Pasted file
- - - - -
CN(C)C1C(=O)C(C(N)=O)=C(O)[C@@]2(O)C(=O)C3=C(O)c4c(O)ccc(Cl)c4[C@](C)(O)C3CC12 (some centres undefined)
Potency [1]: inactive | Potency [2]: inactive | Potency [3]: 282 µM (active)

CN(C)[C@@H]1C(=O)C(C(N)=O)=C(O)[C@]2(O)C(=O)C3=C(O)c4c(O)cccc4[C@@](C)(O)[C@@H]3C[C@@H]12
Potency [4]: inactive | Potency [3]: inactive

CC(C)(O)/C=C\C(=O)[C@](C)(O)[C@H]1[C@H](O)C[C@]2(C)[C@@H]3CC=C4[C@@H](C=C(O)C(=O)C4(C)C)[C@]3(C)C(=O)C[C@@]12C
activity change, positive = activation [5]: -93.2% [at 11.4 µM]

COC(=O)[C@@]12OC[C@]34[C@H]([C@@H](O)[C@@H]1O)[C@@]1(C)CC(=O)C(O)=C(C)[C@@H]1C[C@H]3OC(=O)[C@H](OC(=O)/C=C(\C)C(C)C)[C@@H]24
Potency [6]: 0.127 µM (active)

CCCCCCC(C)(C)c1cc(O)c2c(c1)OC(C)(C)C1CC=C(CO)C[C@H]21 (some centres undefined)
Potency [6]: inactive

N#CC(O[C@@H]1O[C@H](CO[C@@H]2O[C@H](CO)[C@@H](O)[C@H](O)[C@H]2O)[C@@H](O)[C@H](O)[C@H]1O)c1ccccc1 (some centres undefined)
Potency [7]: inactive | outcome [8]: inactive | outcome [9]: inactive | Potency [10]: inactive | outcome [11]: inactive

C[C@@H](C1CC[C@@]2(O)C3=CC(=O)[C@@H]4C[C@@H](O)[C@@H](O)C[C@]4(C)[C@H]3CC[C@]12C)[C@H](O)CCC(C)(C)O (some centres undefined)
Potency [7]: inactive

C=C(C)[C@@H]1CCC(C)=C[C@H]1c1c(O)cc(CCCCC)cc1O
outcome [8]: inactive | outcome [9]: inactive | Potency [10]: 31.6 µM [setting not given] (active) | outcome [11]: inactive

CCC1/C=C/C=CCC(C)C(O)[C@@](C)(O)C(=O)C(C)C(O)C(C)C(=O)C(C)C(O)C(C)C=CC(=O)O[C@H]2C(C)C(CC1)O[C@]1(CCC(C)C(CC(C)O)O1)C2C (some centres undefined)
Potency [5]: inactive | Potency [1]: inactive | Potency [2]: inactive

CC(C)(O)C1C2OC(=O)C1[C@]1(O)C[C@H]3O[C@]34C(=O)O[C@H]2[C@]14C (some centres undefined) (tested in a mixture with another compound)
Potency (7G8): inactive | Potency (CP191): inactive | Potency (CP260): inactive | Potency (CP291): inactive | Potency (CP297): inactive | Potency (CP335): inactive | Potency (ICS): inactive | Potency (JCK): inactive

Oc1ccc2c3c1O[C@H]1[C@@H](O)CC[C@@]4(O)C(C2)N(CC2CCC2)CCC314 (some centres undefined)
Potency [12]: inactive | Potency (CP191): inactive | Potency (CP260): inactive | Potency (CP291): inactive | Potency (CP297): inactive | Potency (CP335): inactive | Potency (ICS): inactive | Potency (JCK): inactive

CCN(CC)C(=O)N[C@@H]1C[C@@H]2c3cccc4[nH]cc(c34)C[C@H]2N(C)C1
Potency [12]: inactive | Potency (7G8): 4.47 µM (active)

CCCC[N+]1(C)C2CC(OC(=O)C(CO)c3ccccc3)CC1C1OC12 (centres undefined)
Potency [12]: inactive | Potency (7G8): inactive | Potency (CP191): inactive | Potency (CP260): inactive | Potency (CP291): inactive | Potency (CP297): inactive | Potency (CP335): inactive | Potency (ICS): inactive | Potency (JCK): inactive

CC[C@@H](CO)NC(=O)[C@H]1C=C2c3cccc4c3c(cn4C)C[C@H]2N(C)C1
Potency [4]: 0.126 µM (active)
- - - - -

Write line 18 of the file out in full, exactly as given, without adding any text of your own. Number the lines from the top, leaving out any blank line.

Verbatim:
Potency [5]: inactive | Potency [1]: inactive | Potency [2]: inactive